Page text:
Where

\[s_{\theta} = sin \theta \\ c_{\theta} = cos \theta\]

We will see how to derive this rotation matrix in the next lesson when talking about the exponential coordinates of rotation. For now, you can verify that it is correct by assuming ῶ = (1,0,0), (0,1,0), and (0,0,1) for rotations around x, y, and z, respectively, and get rotation matrices that we calculated above.

Visualize this rotation as the following figure:

Note that any R ∈ SO(3) can be obtained by rotating from the identity matrix by some θ about some ῶ. Also, note that:

\[Rot(\hat{\omega}, \theta) = Rot(-\hat{\omega}, -\theta)\]

In other words, rotation about -ῶ by -θ is the same as the rotation about ῶ by θ. These are topics of the next video.

**Demonstration: the Representation of the Orientation of the Elements in the Robot’s Workspace **

Suppose that a camera and a gripper are attached to the end-effector of the industrial arm. The camera is used to observe the workpiece and position the end-effector in the right position, and the gripper is used to grip the workpiece. The overall system can be depicted in the figure below:

Four frames are attached to different elements in the robot’s workspace, as shown above. {a} is the frame coincident with the space frame {s}, {b} is the gripper frame, {c} is the camera frame, and {d} is the workpiece frame.

The orientation of the workpiece frame relative to the base frame can be expressed by the rotation matrix R_{ad} as:

\[R_{ad} = \begin{pmatrix} \hat{x}_d.\hat{x}_a & \hat{y}_d.\hat{x}_a & \hat{z}_d.\hat{x}_a \\ \hat{x}_d.\hat{y}_a & \hat{y}_d.\hat{y}_a & \hat{z}_d.\hat{y}_a \\ \hat{x}_d.\hat{z}_a & \hat{y}_d.\hat{z}_a & \hat{z}_d.\hat{z}_a \end{pmatrix} = \begin{pmatrix} 1 & 0 & 0\\ 0 & 1 & 0\\ 0 & 0 & 1 \end{pmatrix}\]

This means that the two frames have the same orientation.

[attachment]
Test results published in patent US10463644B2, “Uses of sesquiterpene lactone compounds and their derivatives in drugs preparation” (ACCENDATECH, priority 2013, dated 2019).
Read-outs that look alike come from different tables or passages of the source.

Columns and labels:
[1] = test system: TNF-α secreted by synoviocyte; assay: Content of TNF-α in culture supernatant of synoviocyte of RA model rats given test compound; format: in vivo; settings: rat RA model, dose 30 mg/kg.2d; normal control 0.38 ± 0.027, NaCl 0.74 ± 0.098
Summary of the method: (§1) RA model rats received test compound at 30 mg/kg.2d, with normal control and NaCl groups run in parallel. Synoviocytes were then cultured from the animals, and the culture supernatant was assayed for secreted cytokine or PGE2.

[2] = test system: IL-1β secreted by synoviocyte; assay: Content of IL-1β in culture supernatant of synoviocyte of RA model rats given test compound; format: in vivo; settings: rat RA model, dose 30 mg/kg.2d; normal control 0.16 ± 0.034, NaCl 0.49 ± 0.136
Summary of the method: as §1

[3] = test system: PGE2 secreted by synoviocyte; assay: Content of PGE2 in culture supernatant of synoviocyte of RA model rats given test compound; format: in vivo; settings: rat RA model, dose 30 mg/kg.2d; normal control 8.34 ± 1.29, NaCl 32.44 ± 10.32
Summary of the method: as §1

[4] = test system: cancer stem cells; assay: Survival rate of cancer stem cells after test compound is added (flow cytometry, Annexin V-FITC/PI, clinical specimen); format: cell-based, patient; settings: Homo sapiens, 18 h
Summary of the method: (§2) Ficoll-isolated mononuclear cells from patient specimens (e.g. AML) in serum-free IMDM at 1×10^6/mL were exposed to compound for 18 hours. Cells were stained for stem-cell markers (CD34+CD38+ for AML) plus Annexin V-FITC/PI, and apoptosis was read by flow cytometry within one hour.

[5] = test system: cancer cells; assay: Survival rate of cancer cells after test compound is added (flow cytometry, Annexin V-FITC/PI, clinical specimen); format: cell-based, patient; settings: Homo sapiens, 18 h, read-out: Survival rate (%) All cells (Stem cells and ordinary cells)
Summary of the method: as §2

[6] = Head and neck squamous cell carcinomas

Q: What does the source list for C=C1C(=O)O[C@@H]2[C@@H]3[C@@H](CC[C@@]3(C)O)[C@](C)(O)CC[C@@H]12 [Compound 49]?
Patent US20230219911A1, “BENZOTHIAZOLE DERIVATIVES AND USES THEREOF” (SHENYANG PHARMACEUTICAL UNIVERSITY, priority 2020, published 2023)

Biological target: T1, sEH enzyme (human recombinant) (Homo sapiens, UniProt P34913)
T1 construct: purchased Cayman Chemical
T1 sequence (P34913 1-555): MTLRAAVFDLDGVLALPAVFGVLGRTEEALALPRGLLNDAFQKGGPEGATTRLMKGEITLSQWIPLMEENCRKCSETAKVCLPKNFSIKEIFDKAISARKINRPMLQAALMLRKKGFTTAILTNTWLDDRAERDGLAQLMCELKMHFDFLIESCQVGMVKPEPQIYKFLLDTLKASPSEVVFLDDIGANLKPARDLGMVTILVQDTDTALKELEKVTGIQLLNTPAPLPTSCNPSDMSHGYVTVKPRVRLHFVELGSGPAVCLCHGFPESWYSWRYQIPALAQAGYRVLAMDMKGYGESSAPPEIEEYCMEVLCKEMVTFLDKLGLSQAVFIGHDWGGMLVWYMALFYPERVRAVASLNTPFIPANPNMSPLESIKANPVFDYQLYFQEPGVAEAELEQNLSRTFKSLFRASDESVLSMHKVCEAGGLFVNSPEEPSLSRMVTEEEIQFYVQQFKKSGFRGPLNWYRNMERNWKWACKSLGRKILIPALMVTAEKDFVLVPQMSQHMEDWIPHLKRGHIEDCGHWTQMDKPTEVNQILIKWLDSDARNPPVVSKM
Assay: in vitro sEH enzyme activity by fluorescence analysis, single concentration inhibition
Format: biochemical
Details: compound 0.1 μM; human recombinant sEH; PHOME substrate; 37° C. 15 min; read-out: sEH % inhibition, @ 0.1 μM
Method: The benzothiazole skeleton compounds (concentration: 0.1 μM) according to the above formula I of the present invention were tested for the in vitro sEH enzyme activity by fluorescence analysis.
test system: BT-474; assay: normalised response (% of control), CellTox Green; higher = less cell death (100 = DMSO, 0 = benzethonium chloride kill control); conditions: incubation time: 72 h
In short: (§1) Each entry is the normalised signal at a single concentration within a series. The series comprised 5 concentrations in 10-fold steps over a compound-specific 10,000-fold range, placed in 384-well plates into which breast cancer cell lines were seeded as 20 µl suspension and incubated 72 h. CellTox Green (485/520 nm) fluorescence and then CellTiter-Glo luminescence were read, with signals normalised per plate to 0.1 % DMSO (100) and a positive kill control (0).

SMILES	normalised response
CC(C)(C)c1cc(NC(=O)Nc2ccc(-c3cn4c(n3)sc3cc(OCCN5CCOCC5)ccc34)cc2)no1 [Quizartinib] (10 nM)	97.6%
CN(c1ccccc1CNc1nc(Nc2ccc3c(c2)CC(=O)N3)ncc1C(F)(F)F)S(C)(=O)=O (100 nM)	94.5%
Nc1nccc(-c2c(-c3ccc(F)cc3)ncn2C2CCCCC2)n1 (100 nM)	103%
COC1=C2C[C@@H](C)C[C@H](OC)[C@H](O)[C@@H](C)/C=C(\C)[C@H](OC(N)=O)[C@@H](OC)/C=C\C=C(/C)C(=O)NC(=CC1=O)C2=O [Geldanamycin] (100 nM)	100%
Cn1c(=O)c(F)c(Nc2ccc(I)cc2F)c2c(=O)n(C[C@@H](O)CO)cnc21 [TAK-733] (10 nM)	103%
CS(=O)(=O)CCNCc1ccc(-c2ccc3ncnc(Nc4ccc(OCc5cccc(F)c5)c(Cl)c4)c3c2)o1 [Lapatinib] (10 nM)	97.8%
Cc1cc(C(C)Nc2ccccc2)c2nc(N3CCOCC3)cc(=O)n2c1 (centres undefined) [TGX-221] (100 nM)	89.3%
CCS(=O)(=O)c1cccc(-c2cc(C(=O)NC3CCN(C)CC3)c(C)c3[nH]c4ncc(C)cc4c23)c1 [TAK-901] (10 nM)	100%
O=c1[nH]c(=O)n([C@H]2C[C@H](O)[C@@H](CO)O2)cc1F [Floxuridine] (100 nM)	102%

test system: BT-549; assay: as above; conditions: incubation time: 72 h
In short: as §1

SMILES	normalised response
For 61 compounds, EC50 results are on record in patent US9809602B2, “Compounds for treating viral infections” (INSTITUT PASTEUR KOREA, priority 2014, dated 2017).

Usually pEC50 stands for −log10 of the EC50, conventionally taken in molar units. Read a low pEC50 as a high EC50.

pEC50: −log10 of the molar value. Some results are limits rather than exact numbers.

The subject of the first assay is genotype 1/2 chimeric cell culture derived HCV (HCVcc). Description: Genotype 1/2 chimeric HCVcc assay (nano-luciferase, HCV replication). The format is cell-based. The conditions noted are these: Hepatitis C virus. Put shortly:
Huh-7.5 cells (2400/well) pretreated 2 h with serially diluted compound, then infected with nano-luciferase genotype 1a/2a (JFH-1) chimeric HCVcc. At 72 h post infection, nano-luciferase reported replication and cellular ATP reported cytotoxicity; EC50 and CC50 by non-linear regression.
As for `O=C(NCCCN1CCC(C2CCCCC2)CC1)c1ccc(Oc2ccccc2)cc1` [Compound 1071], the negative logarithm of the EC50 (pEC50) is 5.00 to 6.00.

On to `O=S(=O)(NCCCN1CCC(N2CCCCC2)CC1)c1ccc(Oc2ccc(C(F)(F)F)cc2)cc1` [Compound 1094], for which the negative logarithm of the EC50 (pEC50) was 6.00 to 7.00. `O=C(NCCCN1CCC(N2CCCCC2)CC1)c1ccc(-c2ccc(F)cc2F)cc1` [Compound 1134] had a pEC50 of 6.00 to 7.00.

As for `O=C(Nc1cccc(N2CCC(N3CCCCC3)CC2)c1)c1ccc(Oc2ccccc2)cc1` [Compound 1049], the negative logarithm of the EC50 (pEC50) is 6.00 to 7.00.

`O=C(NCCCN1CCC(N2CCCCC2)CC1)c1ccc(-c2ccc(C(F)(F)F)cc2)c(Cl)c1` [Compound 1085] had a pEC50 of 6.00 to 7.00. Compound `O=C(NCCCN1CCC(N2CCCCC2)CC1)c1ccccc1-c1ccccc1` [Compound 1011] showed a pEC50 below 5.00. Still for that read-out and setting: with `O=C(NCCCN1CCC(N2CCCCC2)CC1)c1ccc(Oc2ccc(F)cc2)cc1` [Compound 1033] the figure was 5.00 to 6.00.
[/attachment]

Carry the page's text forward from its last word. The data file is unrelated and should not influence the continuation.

The orientation of the workpiece frame relative to the camera frame can be calculated as follows:

\[R_{cd} = \begin{pmatrix} \hat{x}_d.\hat{x}_c & \hat{y}_d.\hat{x}_c & \hat{z}_d.\hat{x}_c \\ \hat{x}_d.\hat{y}_c & \hat{y}_d.\hat{y}_c & \hat{z}_d.\hat{y}_c \\ \hat{x}_d.\hat{z}_c & \hat{y}_d.\hat{z}_c & \hat{z}_d.\hat{z}_c \end{pmatrix} = \begin{pmatrix} 0 & 1 & 0\\ 1 & 0 & 0\\ 0 & 0 & -1 \end{pmatrix}\]

Now suppose we have the rotation matrix representing the orientation of the camera frame relative to the gripper frame as:

\[R_{bc} = \begin{pmatrix} 1 & 0 & 0\\ 0 & 1 & 0\\ 0 & 0 & 1 \end{pmatrix}\]

To calculate the orientation of the gripper frame relative to the space frame R_{ab}, we can use the second application of the rotation matrix to act as an operator to change the reference frame of a frame as:

\[R_{ab} = R_{ad}R_{dc}R_{cb} = R_{ad} R^T_{cd} R^T_{bc} = \begin{pmatrix} 1 & 0 & 0\\ 0 & 1 & 0\\ 0 & 0 & 1 \end{pmatrix} \begin{pmatrix} 0 & 1 & 0\\ 1 & 0 & 0\\ 0 & 0 & -1 \end{pmatrix} \begin{pmatrix} 1 & 0 & 0\\ 0 & 1 & 0\\ 0 & 0 & 1 \end{pmatrix} = \begin{pmatrix} 0 & 1 & 0\\ 1 & 0 & 0\\ 0 & 0 & -1 \end{pmatrix}\]

Note that we used the inverse of a rotation matrix equals its transpose and the subscript cancellation rule to calculate the result.

**Demonstration: Successive Rotations of a Point about the Coordinate Axes of the Base Frame**

Suppose p is a point in space with coordinates relative to the space frame as p_{s} = (5,-7,10). In the preliminaries lesson, we saw that we could represent a point in space with a vector. The point p and the corresponding vector representation can be visualized as the following figure:

Now suppose that p is rotated about the fixed-frame x-axis by 30^{o}, then about the fixed frame y-axis by 135^{o}, and finally about the fixed frame z-axis by -120^{o}. The rotation matrix that rotated p to the new location can be expressed as (note the order in which the rotations are written):

\[R = Rot(\hat{z},-120)Rot(\hat{y},135)Rot(\hat{x},30)\]

These rotations can easily be calculated using the rotation operators about the coordinate axes provided above.

Then the coordinates of the rotated point can be calculated as:

\[p’_s = Rp_s = \begin{pmatrix} 0.3536 & 0.5732 & -0.7392\\ 0.6124 & -0.7392 & -0.2803\\ -0.7071 & -0.3536 & -0.6124 \end{pmatrix} \begin{pmatrix} 5\\ -7\\ 10 \end{pmatrix} = \begin{pmatrix} -9.6364\\ 5.4334\\ -7.1843 \end{pmatrix}\]

The rotated point can be visualized as:

In the next lesson, we will talk about Exponential Coordinate Representation of Rotation which is an explicit way to represent the orientation.

The video version of the current lesson can be watched at the link below:

Thanks for reading this post. You can also find the other posts on the Fundamentals of Robotics Course in the link below:

https://www.mecharithm.com/category/fundamentals-of-robotics/

**References:**

📘 **Textbooks**:

*Modern Robotics: Mechanics, Planning, and Control by Frank Park and Kevin Lynch**A Mathematical Introduction to Robotic Manipulation by Murray, Lee, and Sastry*

📃 **Articles**:

- Cao, C.T., Do, V.P. and Lee, B.R., 2019. A novel indirect calibration approach for robot positioning error compensation based on neural network and hand-eye vision.
*Applied Sciences*,*9*(9), p.1940.